It's time to ramble on…

The thoughts of a young journalist in southeastern Michigan

A major difference

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When I began at Central Michigan University in 2006, all I knew was that I wanted to be a sports journalist. I loved writing, I loved sports, what’s better than combining the two?

But I soon found out that narrow goal wouldn’t allow me to become a multi-faceted journalist as the job field is currently demanding. I began on the news desk (sports was already all filled) and starting writing immediately. The first three stories I wrote were about politics, Mount Pleasant’s downtown business district and wireless Internet. It was quite the wake up call that I would need to learn as much as possible to stay ahead.

Over the last few years, the skill set a young journalist needs continues to grow to just more than writing and shooting photos. While I am still learning all the different skills needed, here is a sample of some of the things I’ve found that are helpful in today’s journalistic world:

1. Don’t limit your reporting to one area

While beat reporting is crucial and a great skill to show a potential employer, if you only know how to cover city commission meetings, how are you supposed to find that great feature story, or analyze a university’s operating budget? Limiting yourself to one category of reporting can be a real dagger, because in the real world, you will cover a wide range of topics.

And that doesn’t just include on the news desk. Go over to the sports desk and see if the sports editor has any general assignment stories that could be covered; hit up the entertainment editor for any assignments. A wide range of clips will only better your shot of getting employed after graduation.

2. Don’t stick to only writing

If you have the equipment (and the skill), try your hand at shooting some photos. Even if they don’t get published in a publication, they may be a great addition to a Web site or blog of yours that you can list on your resume. If you can write and shoot, chances are you can be trusted to cover something on the writing and visual side.

Create and design documents using design software as well. This may be tougher, as most design software is quite expensive. But if your college’s computer lab offers the programs, utilize them as much as possible. Several people I know use Adobe InDesign to create a more dynamic resume, one that will make theirs pop out from others.

One area I have gotten heavily involved with is video. This is a great way to combine broadcast and traditional journalism to create a news video. Cameras are not that expensive, and is a great way to learn video editing (The only downside is the best video editing software can be pricey. See if your newspaper has a computer with sophisticated video editing software).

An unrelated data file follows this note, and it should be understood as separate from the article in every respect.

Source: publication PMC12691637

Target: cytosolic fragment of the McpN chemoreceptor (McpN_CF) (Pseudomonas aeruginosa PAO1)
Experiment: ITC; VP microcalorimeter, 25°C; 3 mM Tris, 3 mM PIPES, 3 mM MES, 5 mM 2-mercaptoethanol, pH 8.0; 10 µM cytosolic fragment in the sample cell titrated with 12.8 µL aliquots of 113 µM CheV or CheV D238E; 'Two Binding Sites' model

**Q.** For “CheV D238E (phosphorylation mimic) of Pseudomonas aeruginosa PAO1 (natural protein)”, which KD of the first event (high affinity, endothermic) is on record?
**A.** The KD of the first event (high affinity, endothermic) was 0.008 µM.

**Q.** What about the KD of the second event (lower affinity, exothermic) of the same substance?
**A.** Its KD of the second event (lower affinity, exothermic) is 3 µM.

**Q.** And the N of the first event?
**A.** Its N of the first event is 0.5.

3. Learn how to utilize the Internet

This is the major change I didn’t expect when I arrived at college. Even though print products are still around, it has become more important for journalists to use the Internet. And it’s not just posting stories online as quick as possible (which has given way to the phrase, “there’s a deadline every minute”), it’s using the Internet to get the news out in other ways. Blogs have skyrocketed in popularity, and definitely have their place in the information busines. But Flash animations, Soundslides presentations and  Web site construction have surged in the means of conveying information.

As the online editor at Central Michigan Life, I have had to learn the basics when it comes to HTML coding. I’ve been able to toy around and create landing pages for CM Life, and more companies are making it easier to use and embed coding into sites. You don’t have to know a lot about coding to begin using it efficiently.

4. Keep an open mind and learn whenever you can.

This is the most important thing a young journalist can do. It was the thing I learned when I began working at CM Life, and it has helped me learn much more than what I expected in the four years I’ve been here. An open mind helps a journalist clear through the bias of a story, and it can help with making you stand out among other student journalists looking for employment after graduation.

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Written by David Veselenak

February 14, 2010 at 1:50 am

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